“Stories of Our Lives” shares the unheard stories of being queer in Kenya

AE: Even for you, there must be some pain in the fact that your movie–which is all about Kenyans–can’t be shown in your homeland. What are your feelings about that?

JC: Well, it’s definitely very frustrating because just before we left for Toronto we showed the film to the cast and some of the people who supported us in the making of the film. And it was such an emotional screening–in a way that I don’t think I’ve ever seen a Kenyan audience reacting like that to a film. And so we really were excited to come back and show the film, because when we made this film we were making it primarily for the queer community, because we felt like they had never seen themselves in a way that’s respectful or truthful. And so when we were denied that chance, that’s kind of disappointing.


AE: What is the situation like for LGBTQ people in Kenya?

JC: The experience is vastly different depending on exactly where you live and kind of where you are in all these social classes. There’s all these things that play into the situation.

There are people who are on the frontline of a particular kind of violence against queer people, in terms of evictions, and harassment, and being arrested by police. And kind of being in that grey space where you’re not really being prosecuted for anything, but you’re under temporary arrest. But then there’s also a whole other bunch of people who are openly gay and they never get to be on that particular frontline, just because of the way Kenya works. So it’s very different for everyone.


AE: Can you speak, to the best of your knowledge, about the situation of lesbian and bisexual women in Kenya?

JC: Women are also on another kind of frontline just because of being women. And so there’s another type of violence that’s particular to the lesbian and bisexual women community. Sexual violence is a reality for them in a way that it’s not for the guys. It’s much harder to be a black lesbian in Africa than to be a black gay man.

And then also in some other ways it’s also different because there’s this weird kind of straight male permissibility of lesbians, which is like this strange sexualized way of looking at lesbians. And so in some ways it’s also a little easier to be a lesbian or bisexual woman in Kenya because of that weird permissibility that’s kind of gross.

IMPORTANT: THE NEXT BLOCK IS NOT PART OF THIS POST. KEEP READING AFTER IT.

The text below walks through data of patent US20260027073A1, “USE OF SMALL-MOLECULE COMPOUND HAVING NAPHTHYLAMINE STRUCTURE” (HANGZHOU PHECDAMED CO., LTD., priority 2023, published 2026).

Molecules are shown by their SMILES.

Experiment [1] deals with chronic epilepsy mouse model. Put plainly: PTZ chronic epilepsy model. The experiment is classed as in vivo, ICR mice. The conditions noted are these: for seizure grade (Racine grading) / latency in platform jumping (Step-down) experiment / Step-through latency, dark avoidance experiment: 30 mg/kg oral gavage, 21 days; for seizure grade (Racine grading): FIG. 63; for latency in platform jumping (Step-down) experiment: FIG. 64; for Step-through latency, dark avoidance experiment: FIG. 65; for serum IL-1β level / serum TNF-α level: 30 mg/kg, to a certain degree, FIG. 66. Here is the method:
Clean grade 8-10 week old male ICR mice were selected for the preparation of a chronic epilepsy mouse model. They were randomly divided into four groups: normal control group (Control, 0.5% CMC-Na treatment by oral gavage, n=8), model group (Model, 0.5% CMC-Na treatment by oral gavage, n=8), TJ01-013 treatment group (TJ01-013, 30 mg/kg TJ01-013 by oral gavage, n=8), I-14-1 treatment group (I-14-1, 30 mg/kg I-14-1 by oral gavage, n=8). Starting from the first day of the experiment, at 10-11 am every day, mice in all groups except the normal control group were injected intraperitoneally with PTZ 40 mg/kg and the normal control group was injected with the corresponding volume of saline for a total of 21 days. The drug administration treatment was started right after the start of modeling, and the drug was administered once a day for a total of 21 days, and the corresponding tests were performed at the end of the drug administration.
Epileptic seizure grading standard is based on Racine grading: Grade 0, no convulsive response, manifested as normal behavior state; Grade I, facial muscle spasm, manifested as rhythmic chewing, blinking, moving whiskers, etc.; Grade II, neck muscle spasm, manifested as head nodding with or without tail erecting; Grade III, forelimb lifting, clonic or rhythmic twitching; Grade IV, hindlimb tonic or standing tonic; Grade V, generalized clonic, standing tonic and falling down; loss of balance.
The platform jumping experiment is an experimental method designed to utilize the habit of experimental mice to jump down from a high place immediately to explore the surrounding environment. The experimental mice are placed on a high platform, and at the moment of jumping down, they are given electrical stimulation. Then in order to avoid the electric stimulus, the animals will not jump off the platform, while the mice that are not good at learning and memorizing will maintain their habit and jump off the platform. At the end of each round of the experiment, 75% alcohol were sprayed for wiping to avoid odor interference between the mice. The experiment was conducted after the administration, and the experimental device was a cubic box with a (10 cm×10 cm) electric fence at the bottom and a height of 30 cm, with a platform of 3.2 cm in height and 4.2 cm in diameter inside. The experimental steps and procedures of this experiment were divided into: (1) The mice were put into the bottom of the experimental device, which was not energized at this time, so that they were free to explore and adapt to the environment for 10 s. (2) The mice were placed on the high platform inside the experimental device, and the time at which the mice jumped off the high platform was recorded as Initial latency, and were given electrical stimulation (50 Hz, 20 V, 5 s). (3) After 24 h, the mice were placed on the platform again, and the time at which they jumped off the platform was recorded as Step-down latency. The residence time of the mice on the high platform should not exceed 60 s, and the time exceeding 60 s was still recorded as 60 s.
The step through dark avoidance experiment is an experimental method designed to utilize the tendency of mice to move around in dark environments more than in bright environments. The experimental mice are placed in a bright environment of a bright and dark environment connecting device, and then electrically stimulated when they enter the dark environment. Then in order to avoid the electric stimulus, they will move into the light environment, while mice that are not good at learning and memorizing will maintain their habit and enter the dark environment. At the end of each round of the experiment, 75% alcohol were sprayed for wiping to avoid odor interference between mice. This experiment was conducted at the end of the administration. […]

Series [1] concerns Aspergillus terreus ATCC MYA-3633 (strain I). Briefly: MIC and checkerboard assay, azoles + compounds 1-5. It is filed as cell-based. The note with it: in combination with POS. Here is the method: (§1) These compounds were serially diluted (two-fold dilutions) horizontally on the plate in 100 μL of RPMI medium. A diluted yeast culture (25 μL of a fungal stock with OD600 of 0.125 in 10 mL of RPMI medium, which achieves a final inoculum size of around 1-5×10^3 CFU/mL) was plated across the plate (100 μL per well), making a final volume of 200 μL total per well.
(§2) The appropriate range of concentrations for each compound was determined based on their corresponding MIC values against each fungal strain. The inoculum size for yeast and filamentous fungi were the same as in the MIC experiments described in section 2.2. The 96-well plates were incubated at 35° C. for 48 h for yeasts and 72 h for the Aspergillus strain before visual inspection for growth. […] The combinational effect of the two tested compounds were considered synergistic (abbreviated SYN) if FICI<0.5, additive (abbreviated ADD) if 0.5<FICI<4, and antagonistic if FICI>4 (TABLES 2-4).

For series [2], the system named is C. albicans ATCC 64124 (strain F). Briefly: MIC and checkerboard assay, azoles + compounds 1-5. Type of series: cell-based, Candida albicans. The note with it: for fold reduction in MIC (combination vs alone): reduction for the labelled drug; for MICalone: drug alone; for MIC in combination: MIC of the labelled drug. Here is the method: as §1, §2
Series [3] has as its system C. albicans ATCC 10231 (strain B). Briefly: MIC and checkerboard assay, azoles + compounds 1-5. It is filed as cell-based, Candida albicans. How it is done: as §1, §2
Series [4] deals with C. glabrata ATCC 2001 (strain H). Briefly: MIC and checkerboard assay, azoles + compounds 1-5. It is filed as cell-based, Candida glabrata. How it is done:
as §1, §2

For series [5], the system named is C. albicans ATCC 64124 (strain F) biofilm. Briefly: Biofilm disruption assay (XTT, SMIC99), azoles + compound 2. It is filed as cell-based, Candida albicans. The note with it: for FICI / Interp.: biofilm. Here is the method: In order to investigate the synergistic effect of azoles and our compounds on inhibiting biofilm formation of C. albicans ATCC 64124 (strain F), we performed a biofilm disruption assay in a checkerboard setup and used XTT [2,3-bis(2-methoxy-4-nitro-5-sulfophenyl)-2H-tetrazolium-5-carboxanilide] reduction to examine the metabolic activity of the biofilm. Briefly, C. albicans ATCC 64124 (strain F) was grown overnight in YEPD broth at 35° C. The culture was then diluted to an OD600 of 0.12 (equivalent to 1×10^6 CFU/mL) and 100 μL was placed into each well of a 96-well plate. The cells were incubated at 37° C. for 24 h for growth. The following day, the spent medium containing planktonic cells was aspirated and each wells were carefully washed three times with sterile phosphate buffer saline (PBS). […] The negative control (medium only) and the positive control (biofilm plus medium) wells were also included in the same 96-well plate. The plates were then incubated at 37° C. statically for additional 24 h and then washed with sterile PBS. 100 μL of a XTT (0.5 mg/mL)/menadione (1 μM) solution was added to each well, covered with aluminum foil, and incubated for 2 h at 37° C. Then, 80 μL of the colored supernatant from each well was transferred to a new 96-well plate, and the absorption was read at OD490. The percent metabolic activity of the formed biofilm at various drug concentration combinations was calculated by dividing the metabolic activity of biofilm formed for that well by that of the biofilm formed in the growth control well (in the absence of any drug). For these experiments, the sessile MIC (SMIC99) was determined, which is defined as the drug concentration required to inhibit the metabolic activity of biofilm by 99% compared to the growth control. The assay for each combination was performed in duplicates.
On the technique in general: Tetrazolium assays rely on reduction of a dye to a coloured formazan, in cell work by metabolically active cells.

AE: What did you hope to accomplish with this movie, and do you believe you have accomplished it?

JC: For us this project was about presenting queer people as people. As people who have feelings, as people who fall in love, make mistakes and learn, and all these things. I guess some people would say that it’s a “normalizing” that we are trying to do. And it’s precisely that reason that the film was restricted. The Classification Board says that the film promotes homosexuality, which is contrary to the national norms and values. I guess that idea that queer people are just people is still a very political thing to say here.

Whether we’ve achieved it? In some ways the fact that the film exists, whether or not people have seen it, was still quite a movement because there’s nothing that’s been done like that here. And the fact that a group of Kenyans could make a film about queer people that then is received warmly by audiences is still a very political thing. So in a way we have raised a visibility of queerness that’s not ashamed.


AE: Are you still fighting for the opportunity to show the film in Kenya? Are you hopeful?

JC: We’ve always described the film as being in exile. After some time, the exiles end up coming home.

Stories of Our Lives is screening at Frameline in San Francisco on June 22 and 27. Check out the movie’s Facebook page to find out when it’ll be playing at a film festival near you

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